PAH M&M – 6.20.13. Attending/CRNA: Parmet /Lamb Operation: Pituitary Adenoma Resection (via transpterygoid middle fossa skull base approach) Surgeons: Lee/Newman Complication: Internal carotid artery bleeding. Endoscopic Transpterygoid Approach. History.
Operation: Pituitary Adenoma Resection (via transpterygoid middle fossa skull base approach)
Complication: Internal carotid artery bleeding
Na 139, K 4.0, BUN 11, Creat 0.70, Glucose 152
Hgb 10.2, Hct 30, Platelets 185
Incident: “Brisk internal carotid artery bleeding”
Patient Safety: A-line, IV access in place, Pt was T&C by anesthesia with 4units PRBC in room
Communication: Bleeding verbalized by surgeon, confirmed by anesthesia witnessing severe hypotension, Anesthesia STAT called for additional support
Health Care System: Transport to HUP via EmSTAR for IR
Luxury Perfusion thought to be reduced by hypocapnia – now concept of luxury perfusion is largely discredited – Why?
CBF and CMRO2 have been found to be decreased after brain injury
Regional CBF is markedly decreased particularly in 1st 24hrs
Early hypocapnia may be harmful
Only 30% of CBV located in arteries (only arteries respond to change in PaCO2)
Decreasing CBF by 30% only translates to decrease of 7% in CBV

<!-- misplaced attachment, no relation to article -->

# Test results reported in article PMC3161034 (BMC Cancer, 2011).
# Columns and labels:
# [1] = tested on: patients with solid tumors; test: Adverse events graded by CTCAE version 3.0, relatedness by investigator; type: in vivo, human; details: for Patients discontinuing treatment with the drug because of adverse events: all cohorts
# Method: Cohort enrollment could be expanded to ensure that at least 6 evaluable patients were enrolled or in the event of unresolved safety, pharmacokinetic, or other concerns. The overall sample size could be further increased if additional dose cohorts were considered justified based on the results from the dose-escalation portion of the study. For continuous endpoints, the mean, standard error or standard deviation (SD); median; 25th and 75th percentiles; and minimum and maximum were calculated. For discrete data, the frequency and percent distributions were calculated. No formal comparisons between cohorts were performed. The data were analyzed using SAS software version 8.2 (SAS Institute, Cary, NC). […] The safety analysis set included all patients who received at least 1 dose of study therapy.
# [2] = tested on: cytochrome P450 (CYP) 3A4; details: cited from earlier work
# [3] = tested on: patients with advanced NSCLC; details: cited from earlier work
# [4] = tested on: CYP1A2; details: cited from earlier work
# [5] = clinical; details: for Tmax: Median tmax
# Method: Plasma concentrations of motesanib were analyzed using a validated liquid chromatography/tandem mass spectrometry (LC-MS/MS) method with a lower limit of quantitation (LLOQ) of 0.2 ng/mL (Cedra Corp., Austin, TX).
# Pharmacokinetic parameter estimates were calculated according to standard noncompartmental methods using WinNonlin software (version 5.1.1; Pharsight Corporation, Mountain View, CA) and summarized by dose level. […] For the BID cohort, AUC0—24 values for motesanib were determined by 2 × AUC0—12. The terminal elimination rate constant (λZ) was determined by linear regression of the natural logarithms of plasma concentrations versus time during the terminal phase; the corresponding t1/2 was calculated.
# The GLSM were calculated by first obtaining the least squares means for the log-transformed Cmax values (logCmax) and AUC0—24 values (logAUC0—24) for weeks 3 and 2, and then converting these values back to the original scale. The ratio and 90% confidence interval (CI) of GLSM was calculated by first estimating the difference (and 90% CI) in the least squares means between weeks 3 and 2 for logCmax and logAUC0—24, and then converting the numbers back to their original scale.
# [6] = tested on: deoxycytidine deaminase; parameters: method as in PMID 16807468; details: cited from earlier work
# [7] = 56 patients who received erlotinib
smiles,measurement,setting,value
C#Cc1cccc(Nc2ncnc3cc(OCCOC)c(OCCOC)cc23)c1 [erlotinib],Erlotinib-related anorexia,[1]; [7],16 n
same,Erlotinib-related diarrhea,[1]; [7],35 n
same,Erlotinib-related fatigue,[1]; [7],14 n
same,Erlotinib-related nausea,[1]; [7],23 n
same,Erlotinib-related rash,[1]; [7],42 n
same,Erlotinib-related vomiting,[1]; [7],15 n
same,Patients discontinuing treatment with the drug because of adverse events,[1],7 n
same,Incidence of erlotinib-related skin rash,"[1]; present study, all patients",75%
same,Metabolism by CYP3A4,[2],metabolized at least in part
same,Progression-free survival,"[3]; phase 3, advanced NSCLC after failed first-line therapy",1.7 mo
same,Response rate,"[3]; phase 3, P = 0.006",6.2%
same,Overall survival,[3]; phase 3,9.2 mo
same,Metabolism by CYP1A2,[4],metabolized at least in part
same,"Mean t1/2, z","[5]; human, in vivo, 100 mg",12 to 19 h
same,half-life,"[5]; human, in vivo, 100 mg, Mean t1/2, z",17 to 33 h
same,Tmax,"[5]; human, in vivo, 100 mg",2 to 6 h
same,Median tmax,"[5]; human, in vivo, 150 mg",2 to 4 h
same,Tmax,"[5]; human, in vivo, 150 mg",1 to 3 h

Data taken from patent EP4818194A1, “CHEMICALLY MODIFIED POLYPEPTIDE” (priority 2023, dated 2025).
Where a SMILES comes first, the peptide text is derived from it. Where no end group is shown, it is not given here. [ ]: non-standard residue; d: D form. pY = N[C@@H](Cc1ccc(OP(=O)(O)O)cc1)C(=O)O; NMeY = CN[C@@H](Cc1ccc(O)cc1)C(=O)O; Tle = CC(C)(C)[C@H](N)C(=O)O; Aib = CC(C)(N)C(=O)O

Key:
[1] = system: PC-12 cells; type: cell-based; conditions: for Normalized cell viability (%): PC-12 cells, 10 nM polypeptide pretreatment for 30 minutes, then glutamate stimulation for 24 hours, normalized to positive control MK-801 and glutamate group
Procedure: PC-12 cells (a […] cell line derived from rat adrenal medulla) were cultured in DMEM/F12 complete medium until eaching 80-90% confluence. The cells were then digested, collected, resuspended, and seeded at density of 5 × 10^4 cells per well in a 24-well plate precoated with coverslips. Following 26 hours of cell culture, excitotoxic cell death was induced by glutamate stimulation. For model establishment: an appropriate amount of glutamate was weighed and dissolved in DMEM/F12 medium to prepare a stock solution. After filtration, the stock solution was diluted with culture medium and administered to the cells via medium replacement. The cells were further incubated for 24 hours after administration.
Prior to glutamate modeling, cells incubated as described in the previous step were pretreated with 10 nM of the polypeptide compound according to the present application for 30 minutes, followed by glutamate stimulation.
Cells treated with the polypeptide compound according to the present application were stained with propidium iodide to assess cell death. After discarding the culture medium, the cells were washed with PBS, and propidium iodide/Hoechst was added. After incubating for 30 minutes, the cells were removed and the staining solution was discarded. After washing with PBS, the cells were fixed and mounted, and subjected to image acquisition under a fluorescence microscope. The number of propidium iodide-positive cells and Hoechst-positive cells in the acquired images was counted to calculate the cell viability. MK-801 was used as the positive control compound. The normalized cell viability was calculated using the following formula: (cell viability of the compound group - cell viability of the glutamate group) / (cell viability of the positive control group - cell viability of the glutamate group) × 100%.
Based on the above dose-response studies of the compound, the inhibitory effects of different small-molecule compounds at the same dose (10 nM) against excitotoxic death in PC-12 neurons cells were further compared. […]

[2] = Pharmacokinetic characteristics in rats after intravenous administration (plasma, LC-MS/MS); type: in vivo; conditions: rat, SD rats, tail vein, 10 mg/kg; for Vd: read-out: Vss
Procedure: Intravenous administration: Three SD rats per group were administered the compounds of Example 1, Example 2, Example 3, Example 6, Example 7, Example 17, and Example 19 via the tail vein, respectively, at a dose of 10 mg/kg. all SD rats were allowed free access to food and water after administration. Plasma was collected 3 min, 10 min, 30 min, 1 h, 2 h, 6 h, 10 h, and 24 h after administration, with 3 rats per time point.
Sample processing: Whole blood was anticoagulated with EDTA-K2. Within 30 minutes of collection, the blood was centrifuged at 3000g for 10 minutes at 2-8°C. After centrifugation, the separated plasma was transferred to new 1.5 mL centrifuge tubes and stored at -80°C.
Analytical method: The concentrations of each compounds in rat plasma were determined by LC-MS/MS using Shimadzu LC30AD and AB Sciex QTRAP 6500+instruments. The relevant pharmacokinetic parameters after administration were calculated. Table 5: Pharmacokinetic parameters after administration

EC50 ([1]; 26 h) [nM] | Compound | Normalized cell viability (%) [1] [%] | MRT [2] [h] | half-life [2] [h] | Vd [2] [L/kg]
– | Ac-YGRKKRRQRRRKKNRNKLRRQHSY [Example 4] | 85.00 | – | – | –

Arterioles most sensitive to PaCO2 change, larger arteries least sensitive (ie: ICA)
“Capacity for hypocapnia to decrease CBV is limited and achieved at a disproportionate cost to arterial CBF” (Curley, 2010, p. 1349)
Results in increased CMRO2 and prolongs seizure activity
Increases lactate/O2 demand
Causes regional cerebral ischemia
Produces ischemic changes visualized on MRI
PaCO2 <35mmHg does not improve outcome
RCT compared PaCO2 of 25 v.s 35
Prolonged hyperventilation (>20min) worsens outcome
Hypocapnia increases overall level AND variability of ICP
Hypocapnia lasts 4hrs at most
Rebound intracranial HTN occurs when normocapnia is restored – could potentially result in brainstem herniation
Hypocapnia is ineffective/counterproductive in controlling ICP over time
Beheiry, H.E. (2012). Protecting the brain during neurosurgical procedures: strategies that can work. Current Opinion in Anesthesiology, 25, 548-555.
Bilotta, F., & Rosa, G. (2010). Glucose management in the neurosurgical patient: are we yet any closer? Current Opinion in Anesthesiology, 23, 539-543.
Curley, G., Kavanaugh, B.P., & Laffey, J.G. (2010). Hypocapnia and the injured brain: More harm than benefit. Critical Care Medicine, 38, 1348-1359.
Milani, W.R., Antibas, P.L., & Gilmar, F.P. (2012). Cooling for cerebral protection during brain surgery. The Cochrane Collaboration, 7, 1-39.
Pasternak, J.J., & Lanier, W.L. (2013). Neuroanesthesiology Update. Journal of Neurosurgical Anesthesiology, 25, 98-134.